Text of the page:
We have now seen several ways that we can use type classes
to defer implementation decisions about which equality type,
which collection type, or which monad type we will need in a
particular situation. These show up later as a collection of
class constraints in the inferred type. Of course, we do
eventually need to solve those constraints, but
it is useful to be able to treat generating and solving
constraints as separate concerns.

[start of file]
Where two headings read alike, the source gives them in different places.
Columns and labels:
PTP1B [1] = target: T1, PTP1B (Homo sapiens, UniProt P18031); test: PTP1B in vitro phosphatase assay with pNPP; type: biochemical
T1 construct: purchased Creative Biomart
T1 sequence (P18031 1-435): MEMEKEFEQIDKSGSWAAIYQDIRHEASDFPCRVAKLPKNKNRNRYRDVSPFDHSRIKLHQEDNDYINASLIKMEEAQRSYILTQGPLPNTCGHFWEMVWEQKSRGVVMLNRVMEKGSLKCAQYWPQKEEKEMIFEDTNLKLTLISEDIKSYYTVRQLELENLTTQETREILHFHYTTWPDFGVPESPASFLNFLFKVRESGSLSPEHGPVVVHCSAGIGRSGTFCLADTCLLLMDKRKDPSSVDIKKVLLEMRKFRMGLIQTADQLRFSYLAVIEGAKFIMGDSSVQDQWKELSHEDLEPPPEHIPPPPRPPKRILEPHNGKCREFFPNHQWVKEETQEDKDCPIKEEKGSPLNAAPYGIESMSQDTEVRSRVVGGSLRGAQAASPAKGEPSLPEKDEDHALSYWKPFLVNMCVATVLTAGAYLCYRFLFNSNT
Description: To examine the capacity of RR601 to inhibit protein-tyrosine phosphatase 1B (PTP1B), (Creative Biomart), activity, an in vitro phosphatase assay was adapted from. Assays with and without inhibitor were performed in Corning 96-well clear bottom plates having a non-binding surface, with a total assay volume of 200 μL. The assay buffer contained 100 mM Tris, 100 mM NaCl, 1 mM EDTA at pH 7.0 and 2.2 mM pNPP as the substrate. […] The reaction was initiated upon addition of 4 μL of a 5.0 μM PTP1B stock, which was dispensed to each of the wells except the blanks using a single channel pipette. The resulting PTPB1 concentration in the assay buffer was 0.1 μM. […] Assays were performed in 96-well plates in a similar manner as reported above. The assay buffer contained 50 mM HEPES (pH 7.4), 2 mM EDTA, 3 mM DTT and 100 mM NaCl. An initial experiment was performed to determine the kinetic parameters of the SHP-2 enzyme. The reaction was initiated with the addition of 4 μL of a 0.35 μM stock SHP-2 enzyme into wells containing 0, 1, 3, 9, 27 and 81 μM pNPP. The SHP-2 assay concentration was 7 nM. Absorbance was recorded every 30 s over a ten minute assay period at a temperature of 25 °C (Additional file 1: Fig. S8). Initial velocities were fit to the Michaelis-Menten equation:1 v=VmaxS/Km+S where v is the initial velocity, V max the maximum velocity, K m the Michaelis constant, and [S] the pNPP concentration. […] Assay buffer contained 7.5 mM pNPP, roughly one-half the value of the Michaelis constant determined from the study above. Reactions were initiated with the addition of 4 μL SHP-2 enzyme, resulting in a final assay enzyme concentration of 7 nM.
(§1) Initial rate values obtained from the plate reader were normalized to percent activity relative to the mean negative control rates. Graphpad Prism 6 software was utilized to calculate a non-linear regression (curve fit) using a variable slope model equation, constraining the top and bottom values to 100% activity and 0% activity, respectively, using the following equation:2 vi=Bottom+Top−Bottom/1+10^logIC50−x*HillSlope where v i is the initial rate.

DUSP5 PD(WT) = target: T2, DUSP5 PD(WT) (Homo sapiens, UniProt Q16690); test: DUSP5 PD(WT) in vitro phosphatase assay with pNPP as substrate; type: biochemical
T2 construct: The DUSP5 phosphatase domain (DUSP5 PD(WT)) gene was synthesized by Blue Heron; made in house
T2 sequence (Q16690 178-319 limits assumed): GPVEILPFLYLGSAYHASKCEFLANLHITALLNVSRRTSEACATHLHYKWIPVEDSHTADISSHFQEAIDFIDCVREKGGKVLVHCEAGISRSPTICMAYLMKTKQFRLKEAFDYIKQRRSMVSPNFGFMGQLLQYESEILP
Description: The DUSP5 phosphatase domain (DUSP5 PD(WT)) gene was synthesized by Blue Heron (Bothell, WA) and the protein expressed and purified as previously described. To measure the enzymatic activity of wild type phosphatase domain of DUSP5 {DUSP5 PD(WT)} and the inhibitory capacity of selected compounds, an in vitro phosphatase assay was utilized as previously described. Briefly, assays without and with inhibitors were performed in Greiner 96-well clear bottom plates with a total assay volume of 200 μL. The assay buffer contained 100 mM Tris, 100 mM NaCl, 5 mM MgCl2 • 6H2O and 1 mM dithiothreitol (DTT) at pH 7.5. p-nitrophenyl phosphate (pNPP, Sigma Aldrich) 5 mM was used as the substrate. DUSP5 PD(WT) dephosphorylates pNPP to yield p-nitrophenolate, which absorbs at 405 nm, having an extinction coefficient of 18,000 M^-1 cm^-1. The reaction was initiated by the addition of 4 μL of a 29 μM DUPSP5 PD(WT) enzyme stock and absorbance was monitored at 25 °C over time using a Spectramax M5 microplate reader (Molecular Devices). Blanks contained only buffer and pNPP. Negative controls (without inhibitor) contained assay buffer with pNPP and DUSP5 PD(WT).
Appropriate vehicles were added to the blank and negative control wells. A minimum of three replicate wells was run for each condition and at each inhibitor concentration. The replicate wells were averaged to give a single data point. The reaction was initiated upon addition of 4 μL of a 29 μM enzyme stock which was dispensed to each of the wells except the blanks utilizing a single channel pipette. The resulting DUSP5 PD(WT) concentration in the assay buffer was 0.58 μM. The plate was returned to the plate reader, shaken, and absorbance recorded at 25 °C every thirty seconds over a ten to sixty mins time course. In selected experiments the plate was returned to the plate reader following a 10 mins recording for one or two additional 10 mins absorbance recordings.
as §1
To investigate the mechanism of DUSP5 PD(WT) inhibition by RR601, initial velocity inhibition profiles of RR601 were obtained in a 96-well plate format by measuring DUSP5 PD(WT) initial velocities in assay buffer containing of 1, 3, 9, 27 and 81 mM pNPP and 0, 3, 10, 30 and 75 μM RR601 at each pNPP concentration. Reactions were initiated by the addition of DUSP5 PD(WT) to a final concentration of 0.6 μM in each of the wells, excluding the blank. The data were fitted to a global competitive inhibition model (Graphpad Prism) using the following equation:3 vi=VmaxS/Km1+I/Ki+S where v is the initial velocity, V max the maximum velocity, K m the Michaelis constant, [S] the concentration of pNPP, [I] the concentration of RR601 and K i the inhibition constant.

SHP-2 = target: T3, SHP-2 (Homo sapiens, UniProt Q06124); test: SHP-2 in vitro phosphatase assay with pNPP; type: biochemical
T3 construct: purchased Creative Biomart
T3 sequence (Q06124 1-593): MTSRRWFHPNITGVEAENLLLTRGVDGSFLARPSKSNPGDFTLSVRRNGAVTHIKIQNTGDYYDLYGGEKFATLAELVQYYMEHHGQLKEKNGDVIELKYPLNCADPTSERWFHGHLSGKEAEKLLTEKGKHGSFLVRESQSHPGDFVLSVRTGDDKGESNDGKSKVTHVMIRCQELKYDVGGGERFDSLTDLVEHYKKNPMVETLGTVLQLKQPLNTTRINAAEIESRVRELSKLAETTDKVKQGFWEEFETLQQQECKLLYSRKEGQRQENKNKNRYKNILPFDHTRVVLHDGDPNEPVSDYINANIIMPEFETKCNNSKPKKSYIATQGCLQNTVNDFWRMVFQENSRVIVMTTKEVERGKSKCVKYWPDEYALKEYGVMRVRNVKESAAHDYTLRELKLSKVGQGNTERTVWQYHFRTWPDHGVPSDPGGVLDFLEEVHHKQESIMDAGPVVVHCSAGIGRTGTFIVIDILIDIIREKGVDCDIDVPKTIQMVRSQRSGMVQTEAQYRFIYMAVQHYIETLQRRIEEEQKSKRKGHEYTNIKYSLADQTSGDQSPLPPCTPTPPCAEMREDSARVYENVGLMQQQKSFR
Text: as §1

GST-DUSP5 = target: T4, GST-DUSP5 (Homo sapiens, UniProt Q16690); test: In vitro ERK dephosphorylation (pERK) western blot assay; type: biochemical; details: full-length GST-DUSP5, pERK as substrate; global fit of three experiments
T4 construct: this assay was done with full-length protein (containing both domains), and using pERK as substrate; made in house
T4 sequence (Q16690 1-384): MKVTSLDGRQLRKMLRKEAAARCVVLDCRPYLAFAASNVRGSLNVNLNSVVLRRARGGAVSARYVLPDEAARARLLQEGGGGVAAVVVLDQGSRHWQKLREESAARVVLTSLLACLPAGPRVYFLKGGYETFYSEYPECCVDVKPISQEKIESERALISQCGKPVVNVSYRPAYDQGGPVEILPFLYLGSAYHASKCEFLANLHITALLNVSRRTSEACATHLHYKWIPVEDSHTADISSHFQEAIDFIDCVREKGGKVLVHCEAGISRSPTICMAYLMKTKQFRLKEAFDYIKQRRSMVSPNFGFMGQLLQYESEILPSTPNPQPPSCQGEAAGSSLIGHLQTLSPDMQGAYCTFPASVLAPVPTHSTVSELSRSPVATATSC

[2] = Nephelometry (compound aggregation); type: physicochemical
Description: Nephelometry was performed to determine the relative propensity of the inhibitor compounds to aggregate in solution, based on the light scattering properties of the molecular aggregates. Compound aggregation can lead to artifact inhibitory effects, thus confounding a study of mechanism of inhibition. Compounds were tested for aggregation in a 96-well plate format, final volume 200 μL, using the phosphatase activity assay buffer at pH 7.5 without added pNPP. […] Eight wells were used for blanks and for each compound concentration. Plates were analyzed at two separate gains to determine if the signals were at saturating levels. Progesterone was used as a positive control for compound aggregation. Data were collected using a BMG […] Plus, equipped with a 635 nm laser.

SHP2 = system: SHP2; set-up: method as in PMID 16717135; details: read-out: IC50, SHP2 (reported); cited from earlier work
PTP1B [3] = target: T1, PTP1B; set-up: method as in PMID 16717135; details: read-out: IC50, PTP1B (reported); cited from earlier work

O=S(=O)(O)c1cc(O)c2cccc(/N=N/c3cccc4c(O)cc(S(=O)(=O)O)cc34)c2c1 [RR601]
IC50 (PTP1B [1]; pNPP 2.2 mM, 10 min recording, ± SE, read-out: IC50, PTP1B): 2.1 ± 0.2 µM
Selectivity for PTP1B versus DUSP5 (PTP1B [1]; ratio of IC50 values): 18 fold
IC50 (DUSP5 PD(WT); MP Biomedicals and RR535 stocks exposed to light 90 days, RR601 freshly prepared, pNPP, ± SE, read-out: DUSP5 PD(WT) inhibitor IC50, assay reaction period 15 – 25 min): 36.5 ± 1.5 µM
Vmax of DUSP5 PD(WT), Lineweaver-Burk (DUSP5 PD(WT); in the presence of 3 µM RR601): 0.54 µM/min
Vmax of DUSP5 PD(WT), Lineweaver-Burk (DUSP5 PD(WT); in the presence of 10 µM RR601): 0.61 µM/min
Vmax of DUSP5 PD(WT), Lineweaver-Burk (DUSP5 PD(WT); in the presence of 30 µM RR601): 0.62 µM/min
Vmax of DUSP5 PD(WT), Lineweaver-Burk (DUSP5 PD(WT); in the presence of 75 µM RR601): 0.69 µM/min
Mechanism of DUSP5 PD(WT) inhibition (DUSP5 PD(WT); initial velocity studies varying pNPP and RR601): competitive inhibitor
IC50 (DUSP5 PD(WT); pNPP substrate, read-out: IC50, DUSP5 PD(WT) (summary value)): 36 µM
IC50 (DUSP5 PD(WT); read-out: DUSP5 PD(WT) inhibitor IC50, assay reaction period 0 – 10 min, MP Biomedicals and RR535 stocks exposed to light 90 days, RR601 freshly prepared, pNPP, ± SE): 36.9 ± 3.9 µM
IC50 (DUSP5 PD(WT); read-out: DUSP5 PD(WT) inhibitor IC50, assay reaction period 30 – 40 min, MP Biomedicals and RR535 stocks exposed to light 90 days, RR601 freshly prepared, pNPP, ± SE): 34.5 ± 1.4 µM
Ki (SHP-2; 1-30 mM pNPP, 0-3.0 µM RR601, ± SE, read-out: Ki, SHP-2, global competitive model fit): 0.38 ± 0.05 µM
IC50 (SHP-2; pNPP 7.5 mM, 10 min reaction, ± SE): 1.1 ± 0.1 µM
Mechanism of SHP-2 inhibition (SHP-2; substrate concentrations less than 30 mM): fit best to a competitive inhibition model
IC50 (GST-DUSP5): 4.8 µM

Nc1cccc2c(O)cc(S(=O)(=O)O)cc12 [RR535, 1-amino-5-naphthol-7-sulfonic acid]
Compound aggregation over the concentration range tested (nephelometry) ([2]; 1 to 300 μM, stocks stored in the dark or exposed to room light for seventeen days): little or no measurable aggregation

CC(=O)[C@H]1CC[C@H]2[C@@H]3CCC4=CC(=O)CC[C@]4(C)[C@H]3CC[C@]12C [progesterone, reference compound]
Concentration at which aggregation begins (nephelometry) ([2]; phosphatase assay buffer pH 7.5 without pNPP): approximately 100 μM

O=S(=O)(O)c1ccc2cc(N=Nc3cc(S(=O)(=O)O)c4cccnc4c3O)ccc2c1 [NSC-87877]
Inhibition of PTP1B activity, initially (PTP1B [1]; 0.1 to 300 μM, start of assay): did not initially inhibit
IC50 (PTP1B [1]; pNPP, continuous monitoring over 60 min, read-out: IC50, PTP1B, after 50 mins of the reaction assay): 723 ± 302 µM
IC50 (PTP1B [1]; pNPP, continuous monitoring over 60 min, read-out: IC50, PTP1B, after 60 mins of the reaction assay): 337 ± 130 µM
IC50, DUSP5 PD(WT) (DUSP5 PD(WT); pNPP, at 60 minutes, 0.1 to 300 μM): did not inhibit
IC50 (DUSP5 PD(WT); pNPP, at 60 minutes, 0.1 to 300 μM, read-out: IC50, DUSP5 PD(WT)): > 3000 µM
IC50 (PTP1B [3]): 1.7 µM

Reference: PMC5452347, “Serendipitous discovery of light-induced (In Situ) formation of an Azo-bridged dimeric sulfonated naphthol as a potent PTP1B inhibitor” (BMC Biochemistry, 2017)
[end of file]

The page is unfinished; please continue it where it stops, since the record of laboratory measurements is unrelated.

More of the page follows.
In some situations, we may still decide, ultimately, to
construct a single monad that can be used to satisfy the
constraints. However, it is often more flexible to build
a hierarchy of monads, with monad morphisms acting as
coercions between them. Such monads can be build using
adhoc methods, or more systematically using monad
transformers. The example on the slide here hints at how
classes may be used in the latter case to describe and
define specific monad transformers. Given an appropriate
set of monad transformers, we can satisfy a given set of
constraints by building a composite monad, repeatedly
transforming some base monad until all the constraints
are satisfied.
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